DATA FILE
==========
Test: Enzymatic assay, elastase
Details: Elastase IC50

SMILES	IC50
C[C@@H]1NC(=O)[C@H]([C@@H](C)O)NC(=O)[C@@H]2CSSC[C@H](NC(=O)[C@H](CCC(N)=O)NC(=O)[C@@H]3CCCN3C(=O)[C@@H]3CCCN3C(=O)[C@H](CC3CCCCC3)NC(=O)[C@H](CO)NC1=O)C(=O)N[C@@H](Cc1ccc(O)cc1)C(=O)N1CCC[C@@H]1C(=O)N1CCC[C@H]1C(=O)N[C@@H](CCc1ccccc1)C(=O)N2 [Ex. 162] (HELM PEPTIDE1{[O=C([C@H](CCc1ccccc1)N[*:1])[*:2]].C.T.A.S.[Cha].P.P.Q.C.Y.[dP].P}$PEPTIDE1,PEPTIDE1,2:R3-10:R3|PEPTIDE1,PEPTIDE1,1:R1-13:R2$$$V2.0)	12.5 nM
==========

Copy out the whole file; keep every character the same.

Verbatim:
Test: Enzymatic assay, elastase
Details: Elastase IC50

SMILES	IC50
C[C@@H]1NC(=O)[C@H]([C@@H](C)O)NC(=O)[C@@H]2CSSC[C@H](NC(=O)[C@H](CCC(N)=O)NC(=O)[C@@H]3CCCN3C(=O)[C@@H]3CCCN3C(=O)[C@H](CC3CCCCC3)NC(=O)[C@H](CO)NC1=O)C(=O)N[C@@H](Cc1ccc(O)cc1)C(=O)N1CCC[C@@H]1C(=O)N1CCC[C@H]1C(=O)N[C@@H](CCc1ccccc1)C(=O)N2 [Ex. 162] (HELM PEPTIDE1{[O=C([C@H](CCc1ccccc1)N[*:1])[*:2]].C.T.A.S.[Cha].P.P.Q.C.Y.[dP].P}$PEPTIDE1,PEPTIDE1,2:R3-10:R3|PEPTIDE1,PEPTIDE1,1:R1-13:R2$$$V2.0)	12.5 nM